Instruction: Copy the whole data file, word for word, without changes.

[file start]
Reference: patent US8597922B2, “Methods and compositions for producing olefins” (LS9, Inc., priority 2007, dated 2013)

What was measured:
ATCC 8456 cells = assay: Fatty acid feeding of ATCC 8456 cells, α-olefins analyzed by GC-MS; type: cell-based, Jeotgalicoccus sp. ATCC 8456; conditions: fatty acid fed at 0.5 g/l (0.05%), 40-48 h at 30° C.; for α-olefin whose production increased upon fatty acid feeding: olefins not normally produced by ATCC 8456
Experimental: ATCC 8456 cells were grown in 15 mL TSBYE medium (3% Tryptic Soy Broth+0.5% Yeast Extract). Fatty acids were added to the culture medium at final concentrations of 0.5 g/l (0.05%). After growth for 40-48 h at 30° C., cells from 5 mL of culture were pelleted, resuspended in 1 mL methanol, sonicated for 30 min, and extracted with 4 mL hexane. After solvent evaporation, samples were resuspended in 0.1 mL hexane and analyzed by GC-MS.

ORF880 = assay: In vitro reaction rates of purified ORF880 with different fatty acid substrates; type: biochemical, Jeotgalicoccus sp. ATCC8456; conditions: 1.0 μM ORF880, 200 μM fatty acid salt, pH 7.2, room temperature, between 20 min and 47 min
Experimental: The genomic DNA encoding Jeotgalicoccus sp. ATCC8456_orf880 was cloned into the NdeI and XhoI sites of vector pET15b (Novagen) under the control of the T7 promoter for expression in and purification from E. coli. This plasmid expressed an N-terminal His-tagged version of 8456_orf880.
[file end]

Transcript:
Reference: patent US8597922B2, “Methods and compositions for producing olefins” (LS9, Inc., priority 2007, dated 2013)

What was measured:
ATCC 8456 cells = assay: Fatty acid feeding of ATCC 8456 cells, α-olefins analyzed by GC-MS; type: cell-based, Jeotgalicoccus sp. ATCC 8456; conditions: fatty acid fed at 0.5 g/l (0.05%), 40-48 h at 30° C.; for α-olefin whose production increased upon fatty acid feeding: olefins not normally produced by ATCC 8456
Experimental: ATCC 8456 cells were grown in 15 mL TSBYE medium (3% Tryptic Soy Broth+0.5% Yeast Extract). Fatty acids were added to the culture medium at final concentrations of 0.5 g/l (0.05%). After growth for 40-48 h at 30° C., cells from 5 mL of culture were pelleted, resuspended in 1 mL methanol, sonicated for 30 min, and extracted with 4 mL hexane. After solvent evaporation, samples were resuspended in 0.1 mL hexane and analyzed by GC-MS.

ORF880 = assay: In vitro reaction rates of purified ORF880 with different fatty acid substrates; type: biochemical, Jeotgalicoccus sp. ATCC8456; conditions: 1.0 μM ORF880, 200 μM fatty acid salt, pH 7.2, room temperature, between 20 min and 47 min
Experimental: The genomic DNA encoding Jeotgalicoccus sp. ATCC8456_orf880 was cloned into the NdeI and XhoI sites of vector pET15b (Novagen) under the control of the T7 promoter for expression in and purification from E. coli. This plasmid expressed an N-terminal His-tagged version of 8456_orf880.